When trying to stay in front of the storm, I tried calling Dave to get radar info. He heard me say I was in Goree before my cel connection got cut off. When I called a couple of hours later to find out what he saw, his first words were "it's good to hear you made it." Apparently the radar was showing some ridiculous rotation very close to Goree when I called the first time, but it was quite far in the rain, and apparently he didn't like where I was either.

Wednesday, May 18 - CHENEY KS

395 miles. 9:52. Unorganized severe storms
Partners: Dave Dowell. Convoyed some with Dave Ewoldt.

Tower attempts over Cheney Reservoir Went out with low expectations, and it was justified. Clouds kept bubbling near and east of Wichita, but it took a long time to even get a storm to develop. We first went to near Cheney Reservoir (see left), but these attempts were apparently north of a weak cool front and were much softer than the clouds even 5 or 10 miles farther south. So we drove south and found a place to watch clouds trying to grow, and trying to grow even an hour later from the same location. Finally, a couple of storms did develop before sunset, and we drove a bit farther southwest, but they weren't all that exciting. It did give us some decent sunset photos though.

Saturday, June 4 - CAMBRIDGE KS

394 miles. 10:12. Linear severe storms
Partners: David Dowell and Kevin Sharfenberg

new storms in northern Oklahoma We drove north to near the Oklahoma-Kansas border hoping for the tail-end of storms that were expected in Kansas. The best atmosphere was going to be in northeast Kansas, but we weren't interested in driving that far. Near Arkansas City, Kansas, a storm developed that we followed northeast toward Dexter and Cambridge. And although it showed brief signs of organization, too many storms developed and it turned very messy, and no particular storm could organize too much.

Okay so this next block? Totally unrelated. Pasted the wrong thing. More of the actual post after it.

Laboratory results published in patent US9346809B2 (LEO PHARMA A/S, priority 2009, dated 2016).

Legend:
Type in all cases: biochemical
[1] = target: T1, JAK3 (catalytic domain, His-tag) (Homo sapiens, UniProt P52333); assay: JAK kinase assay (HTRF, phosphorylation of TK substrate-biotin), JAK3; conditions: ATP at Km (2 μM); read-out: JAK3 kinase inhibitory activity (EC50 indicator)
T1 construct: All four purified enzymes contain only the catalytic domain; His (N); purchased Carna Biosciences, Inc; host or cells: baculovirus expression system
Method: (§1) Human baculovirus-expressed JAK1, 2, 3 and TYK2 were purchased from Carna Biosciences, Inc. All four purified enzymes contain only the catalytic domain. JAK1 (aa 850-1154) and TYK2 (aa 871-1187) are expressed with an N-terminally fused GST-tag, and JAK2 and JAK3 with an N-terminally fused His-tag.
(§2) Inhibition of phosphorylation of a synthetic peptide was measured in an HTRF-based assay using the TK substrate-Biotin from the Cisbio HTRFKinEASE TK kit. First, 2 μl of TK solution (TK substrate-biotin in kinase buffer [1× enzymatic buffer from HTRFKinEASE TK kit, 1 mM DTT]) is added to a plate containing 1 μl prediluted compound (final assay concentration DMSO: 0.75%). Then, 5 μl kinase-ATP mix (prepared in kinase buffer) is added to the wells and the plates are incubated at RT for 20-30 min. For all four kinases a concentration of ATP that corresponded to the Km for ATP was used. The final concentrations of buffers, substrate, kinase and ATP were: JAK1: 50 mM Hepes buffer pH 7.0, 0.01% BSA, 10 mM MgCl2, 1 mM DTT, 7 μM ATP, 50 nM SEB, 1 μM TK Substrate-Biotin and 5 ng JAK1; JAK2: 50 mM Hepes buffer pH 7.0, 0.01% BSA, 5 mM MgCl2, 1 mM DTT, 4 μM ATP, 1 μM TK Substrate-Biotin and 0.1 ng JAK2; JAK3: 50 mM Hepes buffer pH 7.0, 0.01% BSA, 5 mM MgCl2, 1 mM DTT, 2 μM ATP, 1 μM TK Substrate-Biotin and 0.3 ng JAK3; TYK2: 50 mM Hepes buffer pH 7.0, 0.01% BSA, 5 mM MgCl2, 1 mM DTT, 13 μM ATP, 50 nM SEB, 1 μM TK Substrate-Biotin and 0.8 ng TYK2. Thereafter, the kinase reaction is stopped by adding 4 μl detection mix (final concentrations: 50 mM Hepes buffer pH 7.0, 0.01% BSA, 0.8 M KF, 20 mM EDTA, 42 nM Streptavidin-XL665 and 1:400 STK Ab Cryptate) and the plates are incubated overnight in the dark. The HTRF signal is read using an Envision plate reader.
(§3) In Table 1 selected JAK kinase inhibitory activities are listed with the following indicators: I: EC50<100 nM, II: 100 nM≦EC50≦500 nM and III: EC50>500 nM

Plus, southeastern Kansas had received a lot of rain, and we got cut off at one point south of Grenola KS by the Caney River flowing over a road that we were on. That's never good.

We came back south into Oklahoma and saw other storms developing behind the initial line of storms (see right). It made for a nice scene, but not good chasing.

Monday, June 13 - WAURIKA LAKE/ Wichita Falls TX

315 miles. 6:39. Supercell
Partners: Dave Ewoldt, Erin Maxwell
Nowcast support from Dave Dowell

Mammatus in southwest Oklahoma A borderline day, but there was still some mid-level flow, so we decided to at least get out there and look. While everyone was at my house waiting to decide where to go, a storm went up almost overhead (but slightly to the north) where we could hear a lot of rumbling of thunder even before the central Oklahoma radar showed anything at it's lowest tilt! A nice storm, but our focus was more to the southwest in southern Grady County. So we let the Norman storm go and went toward the southwest. We played in the hail for a little bit north of Lindsay, then made a move to the then tail-end storm in Cotton County that was developing some rotation according to radar. We saw a small funnel from a high updraft base to the west at 6:27 pm when we were just south of Waurika Lake. It was only about 20% to the ground and did not look like it would produce a tornado even when we saw it, and then the funnel disorganized quickly. But we did find a place to watch the storm (and Dave and Erin try lightning photos).

This stop reminded me how localized some of the effects of thunderstorms can be. I could see a nice strong outflow surge at the southern edge of the rain curtains that lasted about 20 seconds and probably was very small in area that would have received these high winds. Here is another view to the northwest a few minutes later, but even where we were there was strong north winds, so the chance of tornadoes was almost zero with this part of the storm.

We made one last step to play the new tail-end storm that had developed southwest of Wichita Falls TX, but information from both Dave Dowell and Dave Andra told us that this plan looked useless, so we turned around in Wichita Falls and started coming home.

On the way home, we did have a few really nice photo ops. From just north of Wichita Falls, a rainbow caught our attention. But the most impressive photography was the mammatus that covered more than half of the sky at sunset (see above/left). We stopped three times, once near Randlett, once near Cookietown, and another west of Walters to shoot the mammatus. I even got out my 300 mm lens to get very close to the mammatus.